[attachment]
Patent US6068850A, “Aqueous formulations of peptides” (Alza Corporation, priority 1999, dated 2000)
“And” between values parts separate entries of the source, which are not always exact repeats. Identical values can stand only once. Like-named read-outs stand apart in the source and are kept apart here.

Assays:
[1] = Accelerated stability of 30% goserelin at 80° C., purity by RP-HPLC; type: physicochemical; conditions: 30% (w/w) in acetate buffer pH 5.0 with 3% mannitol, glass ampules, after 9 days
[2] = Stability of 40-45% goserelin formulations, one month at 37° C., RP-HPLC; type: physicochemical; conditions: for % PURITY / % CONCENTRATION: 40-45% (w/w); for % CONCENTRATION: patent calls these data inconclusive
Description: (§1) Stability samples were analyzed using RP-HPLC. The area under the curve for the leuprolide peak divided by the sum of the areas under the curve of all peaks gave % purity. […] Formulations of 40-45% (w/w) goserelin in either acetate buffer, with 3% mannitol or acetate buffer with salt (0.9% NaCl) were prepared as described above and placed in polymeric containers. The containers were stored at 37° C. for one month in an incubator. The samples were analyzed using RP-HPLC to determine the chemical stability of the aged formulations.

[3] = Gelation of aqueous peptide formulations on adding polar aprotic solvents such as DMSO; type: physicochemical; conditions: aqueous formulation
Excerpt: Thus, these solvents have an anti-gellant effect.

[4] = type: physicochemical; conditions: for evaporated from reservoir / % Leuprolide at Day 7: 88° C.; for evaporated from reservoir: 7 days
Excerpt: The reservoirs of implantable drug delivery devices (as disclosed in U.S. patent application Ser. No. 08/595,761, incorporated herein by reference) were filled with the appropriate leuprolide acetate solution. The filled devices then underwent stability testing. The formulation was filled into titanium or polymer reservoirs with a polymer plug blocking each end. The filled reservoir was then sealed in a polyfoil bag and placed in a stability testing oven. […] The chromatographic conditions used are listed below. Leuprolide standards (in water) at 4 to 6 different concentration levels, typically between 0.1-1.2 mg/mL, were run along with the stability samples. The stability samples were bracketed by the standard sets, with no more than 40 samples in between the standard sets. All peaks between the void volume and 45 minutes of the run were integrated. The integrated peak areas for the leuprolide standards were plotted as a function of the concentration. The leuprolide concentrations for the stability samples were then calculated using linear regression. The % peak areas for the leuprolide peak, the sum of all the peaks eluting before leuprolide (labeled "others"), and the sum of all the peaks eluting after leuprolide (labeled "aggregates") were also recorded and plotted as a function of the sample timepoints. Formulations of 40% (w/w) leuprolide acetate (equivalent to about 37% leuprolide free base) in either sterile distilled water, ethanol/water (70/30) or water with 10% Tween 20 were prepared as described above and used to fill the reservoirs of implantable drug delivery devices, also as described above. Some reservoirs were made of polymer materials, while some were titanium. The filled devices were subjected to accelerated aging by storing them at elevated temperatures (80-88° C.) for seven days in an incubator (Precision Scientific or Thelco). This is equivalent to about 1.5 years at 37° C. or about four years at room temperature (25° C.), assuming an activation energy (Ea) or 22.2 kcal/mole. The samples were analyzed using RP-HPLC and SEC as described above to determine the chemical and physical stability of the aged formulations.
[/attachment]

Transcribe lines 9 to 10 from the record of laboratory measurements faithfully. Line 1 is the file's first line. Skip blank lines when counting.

[4] = type: physicochemical; conditions: for evaporated from reservoir / % Leuprolide at Day 7: 88° C.; for evaporated from reservoir: 7 days
Excerpt: The reservoirs of implantable drug delivery devices (as disclosed in U.S. patent application Ser. No. 08/595,761, incorporated herein by reference) were filled with the appropriate leuprolide acetate solution. The filled devices then underwent stability testing. The formulation was filled into titanium or polymer reservoirs with a polymer plug blocking each end. The filled reservoir was then sealed in a polyfoil bag and placed in a stability testing oven. […] The chromatographic conditions used are listed below. Leuprolide standards (in water) at 4 to 6 different concentration levels, typically between 0.1-1.2 mg/mL, were run along with the stability samples. The stability samples were bracketed by the standard sets, with no more than 40 samples in between the standard sets. All peaks between the void volume and 45 minutes of the run were integrated. The integrated peak areas for the leuprolide standards were plotted as a function of the concentration. The leuprolide concentrations for the stability samples were then calculated using linear regression. The % peak areas for the leuprolide peak, the sum of all the peaks eluting before leuprolide (labeled "others"), and the sum of all the peaks eluting after leuprolide (labeled "aggregates") were also recorded and plotted as a function of the sample timepoints. Formulations of 40% (w/w) leuprolide acetate (equivalent to about 37% leuprolide free base) in either sterile distilled water, ethanol/water (70/30) or water with 10% Tween 20 were prepared as described above and used to fill the reservoirs of implantable drug delivery devices, also as described above. Some reservoirs were made of polymer materials, while some were titanium. The filled devices were subjected to accelerated aging by storing them at elevated temperatures (80-88° C.) for seven days in an incubator (Precision Scientific or Thelco). This is equivalent to about 1.5 years at 37° C. or about four years at room temperature (25° C.), assuming an activation energy (Ea) or 22.2 kcal/mole. The samples were analyzed using RP-HPLC and SEC as described above to determine the chemical and physical stability of the aged formulations.